Fifteen years after Alan Moore wove together the literary world with his League of Extraordinary Gentlemen, he is still going strong with Nemo: River of Ghosts from Top Shelf Comix. The initial comics brought together favorite Victorian figures like the Invisible Man, Mr. Jekyll, Dracula’s Mina Murray, H. Rider Haggard’s great white hunter Alan Quartermain, and more together to defeat threats to the peace and prosperity of the empire, be they Sherlock’s old nemesis or Martian invaders. After such a success, the mixing of literary favorites continued with the Century as the heroes went on to stop the end of the world.
Now, Moore’s Nemo trilogy brings together even more characters from the twentieth century’s speculative fiction era best known as “Pulps.” In Heart of Ice and Roses of Berlin, the infamous Captain Nemo’s daughter Janni continued her father’s explorations of the unknown and his quest to strike down those who endanger that he holds dear. Heart of Ice touched on the mythos of writers like Lovecraft from the Thirties, while Roses of Berlin brought together German influences like the Cabinet of Dr. Caligari and Fritz Lang’s Metropolis. In the concluding third part, River of Ghosts ventures into a whole new realm of literature: the blue rags of the 1970s. Sultry, ultra-violent stories were the pulps of their days, and it is fitting to see the latest take in the credits page portraying “True Sweat” magazine.
The story in River of Ghosts begins when the aged Janni hears a rumor of her nemesis, the immortal African queen Ayesha, returning from the dead. She is allegedly heading for the Amazon river, where Janni pursues her despite advice of her allies to leave the rumors alone. The jungle is a mysterious place, filled with Creatures from Black Lagoons and young Hynkel clones, from a number of stories of doctors saving Hitler’s brain. Yet Janni has reinforcements in the grown-up Hugo Hercules as her bodyguard as well as a lifetime of supporters now appearing to her as ghosts. The story is action-packed with beautiful robot assassins and a plateau where dinosaurs still roam.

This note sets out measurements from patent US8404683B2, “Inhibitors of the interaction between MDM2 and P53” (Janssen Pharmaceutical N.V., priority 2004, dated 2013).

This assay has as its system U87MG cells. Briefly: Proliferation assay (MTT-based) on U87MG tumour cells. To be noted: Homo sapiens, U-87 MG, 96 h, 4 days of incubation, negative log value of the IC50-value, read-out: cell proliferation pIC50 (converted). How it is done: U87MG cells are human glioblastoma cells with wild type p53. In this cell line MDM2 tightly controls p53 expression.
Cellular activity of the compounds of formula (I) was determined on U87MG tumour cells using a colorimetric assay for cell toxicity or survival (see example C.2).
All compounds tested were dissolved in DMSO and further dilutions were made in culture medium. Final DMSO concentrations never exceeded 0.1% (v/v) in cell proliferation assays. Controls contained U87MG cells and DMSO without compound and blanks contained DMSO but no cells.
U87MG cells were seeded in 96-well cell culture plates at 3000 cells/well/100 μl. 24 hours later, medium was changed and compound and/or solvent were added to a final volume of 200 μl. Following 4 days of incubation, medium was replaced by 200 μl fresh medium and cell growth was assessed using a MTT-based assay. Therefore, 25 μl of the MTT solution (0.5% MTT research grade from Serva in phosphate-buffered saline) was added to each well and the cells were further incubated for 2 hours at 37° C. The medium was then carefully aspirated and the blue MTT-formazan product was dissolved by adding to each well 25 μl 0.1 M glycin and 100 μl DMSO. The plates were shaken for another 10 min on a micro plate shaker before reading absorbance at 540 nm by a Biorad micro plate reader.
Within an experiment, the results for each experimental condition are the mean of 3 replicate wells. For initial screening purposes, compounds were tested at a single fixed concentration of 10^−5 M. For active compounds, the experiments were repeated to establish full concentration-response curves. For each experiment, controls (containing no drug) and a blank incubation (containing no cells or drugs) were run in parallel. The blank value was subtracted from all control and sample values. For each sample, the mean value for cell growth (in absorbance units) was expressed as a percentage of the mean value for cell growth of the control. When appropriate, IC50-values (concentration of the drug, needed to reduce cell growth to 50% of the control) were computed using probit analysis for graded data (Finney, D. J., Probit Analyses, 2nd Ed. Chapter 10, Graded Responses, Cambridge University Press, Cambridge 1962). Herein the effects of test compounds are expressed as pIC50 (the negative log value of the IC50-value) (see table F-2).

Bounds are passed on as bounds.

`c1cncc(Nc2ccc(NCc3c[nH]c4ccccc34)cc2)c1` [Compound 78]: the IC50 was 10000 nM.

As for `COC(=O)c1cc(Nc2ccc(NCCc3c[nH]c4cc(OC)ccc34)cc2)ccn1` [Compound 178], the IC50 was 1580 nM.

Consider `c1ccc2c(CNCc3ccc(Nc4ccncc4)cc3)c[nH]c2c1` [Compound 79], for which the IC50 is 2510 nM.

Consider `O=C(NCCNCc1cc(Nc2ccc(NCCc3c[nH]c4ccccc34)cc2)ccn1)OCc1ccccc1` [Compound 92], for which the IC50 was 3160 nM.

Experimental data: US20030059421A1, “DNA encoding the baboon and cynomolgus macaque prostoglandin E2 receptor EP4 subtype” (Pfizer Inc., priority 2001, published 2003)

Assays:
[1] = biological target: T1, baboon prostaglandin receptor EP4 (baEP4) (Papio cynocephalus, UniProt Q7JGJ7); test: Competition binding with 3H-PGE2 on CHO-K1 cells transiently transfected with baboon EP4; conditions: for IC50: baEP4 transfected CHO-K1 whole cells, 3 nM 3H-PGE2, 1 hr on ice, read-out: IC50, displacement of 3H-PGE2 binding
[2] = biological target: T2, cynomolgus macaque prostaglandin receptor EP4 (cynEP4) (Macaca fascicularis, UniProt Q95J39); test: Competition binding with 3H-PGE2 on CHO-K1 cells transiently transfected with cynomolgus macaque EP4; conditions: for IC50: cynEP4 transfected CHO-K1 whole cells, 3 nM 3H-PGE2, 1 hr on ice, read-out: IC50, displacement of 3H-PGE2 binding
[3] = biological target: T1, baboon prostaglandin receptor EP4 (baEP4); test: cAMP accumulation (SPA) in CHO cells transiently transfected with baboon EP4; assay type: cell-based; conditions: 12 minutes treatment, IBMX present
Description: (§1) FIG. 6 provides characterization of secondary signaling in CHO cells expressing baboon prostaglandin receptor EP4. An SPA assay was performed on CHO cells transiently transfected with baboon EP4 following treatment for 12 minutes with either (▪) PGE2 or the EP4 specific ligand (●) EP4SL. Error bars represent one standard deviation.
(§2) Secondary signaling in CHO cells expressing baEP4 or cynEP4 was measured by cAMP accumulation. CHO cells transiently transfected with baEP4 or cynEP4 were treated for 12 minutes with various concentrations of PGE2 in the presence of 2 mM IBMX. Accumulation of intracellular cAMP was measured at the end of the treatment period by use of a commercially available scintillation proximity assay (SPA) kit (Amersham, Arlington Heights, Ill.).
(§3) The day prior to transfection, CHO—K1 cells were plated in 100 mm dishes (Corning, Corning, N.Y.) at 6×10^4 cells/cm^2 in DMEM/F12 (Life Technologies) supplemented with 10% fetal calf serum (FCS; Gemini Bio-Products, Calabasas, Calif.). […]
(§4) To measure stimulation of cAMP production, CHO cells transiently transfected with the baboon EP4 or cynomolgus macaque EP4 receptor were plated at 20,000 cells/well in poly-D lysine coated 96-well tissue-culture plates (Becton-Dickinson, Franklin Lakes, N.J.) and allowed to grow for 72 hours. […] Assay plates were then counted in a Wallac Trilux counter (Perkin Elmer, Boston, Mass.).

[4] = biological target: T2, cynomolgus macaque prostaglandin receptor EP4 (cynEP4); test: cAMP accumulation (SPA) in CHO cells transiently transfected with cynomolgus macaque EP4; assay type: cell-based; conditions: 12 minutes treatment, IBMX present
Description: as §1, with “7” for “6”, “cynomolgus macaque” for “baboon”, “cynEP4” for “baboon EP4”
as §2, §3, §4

To fully appreciate the wealth of world-building in the League of Extraordinary Gentlemen universe, it is best to read the story and then go back through the comic once more with a rundown of all the literary references. In the introductory pages alone, as Janni interviews her network of allies, names like “Blofeld” (of James Bond SPECTRE fame, which many readers may recognize) and “Mabuse” (a German villain who uses hypnosis through several films and novels in the 1920s, which many readers may not know about at all). The background of each panel is packed with pop culture references from across the generations, everything from cartoon Squiddly Diddly to the bell from the Titan, which sank in fiction more than ten years before the Titanic herself met such a fate. This weaving of such details into the shared world of speculative literature is truly what makes the League universe unique, and River of Ghosts is an excellent addition to the collection.[amazon template=iframe image&asin=1603093559]